Scientists filled in the details of some famous evolutionary tales in 2016 — and discovered a few surprises about creatures large and small.
By studying a gene family important for toxin production, researchers found that modern rattlesnakes have pared down their venom arsenal over time (SN: 10/15/16, p. 9). Rattlers now have a smaller repertoire of toxins, perhaps more specialized to their prey.
Small tweaks to a gene that makes a protein important for skeletal development may have led to the big toe and helped shape the human foot for bipedalism (SN: 2/6/16, p. 15).
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A gut microbe collected from chinchilla droppings appears to have no mitochondria, making it the first known complex life without the supposedly universal organelle (SN: 6/11/16, p. 14).
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Studies of prototurtle fossils suggest that, instead of serving as natural armor, turtle shells might have got their start by aiding in burrowing (SN: 8/6/16, p. 15). The idea could help explain how turtle ancestors survived a mass extinction 252 million years ago.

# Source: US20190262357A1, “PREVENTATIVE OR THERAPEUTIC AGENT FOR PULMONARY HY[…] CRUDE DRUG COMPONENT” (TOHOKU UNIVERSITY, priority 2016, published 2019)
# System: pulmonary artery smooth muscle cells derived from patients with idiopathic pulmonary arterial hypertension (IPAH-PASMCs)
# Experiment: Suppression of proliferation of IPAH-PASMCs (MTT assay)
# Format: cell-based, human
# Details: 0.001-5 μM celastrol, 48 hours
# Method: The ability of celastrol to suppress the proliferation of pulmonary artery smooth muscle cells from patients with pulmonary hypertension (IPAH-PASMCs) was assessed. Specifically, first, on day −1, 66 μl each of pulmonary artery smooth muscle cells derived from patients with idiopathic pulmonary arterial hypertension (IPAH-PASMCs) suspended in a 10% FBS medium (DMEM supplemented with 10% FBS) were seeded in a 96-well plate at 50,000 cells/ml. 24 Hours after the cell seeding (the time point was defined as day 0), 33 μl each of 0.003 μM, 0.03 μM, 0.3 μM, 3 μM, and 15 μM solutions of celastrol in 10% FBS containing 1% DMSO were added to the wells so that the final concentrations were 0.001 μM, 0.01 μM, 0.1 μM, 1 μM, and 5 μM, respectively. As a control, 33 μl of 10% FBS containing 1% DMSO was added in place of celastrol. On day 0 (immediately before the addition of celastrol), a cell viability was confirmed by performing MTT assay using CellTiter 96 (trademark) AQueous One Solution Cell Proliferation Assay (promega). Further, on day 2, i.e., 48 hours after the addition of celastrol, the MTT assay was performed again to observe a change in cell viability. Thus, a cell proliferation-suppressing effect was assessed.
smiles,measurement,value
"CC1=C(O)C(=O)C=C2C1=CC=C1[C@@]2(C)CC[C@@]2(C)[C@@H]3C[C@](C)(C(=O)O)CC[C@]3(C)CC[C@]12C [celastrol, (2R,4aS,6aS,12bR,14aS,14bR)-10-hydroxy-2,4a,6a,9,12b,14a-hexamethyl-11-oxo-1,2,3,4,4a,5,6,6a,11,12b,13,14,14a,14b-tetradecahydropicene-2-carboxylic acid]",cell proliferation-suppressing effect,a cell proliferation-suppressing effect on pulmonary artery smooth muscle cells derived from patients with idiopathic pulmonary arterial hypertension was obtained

Scientists pinned down the genetic changes that, in a famous example of natural selection, made peppered moths soot-colored (SN: 6/25/16, p. 6).
Giraffes should thank genes that regulate embryonic development for their long necks and strong hearts (SN: 6/11/16, p. 9).
Evolution at speed
A study of Darwin’s finches found that medium ground finches with smaller beaks survived better than big-beaked counterparts during a drought. The advantage was linked to a key gene, offering insight into the birds’ speedy evolution (SN: 5/28/16, p. 7).
Scientists have crowned a Greenland shark as the vertebrate with the longest known life span. Their analysis suggests the predator lived to an age of 392 years (SN: 9/17/16, p. 13).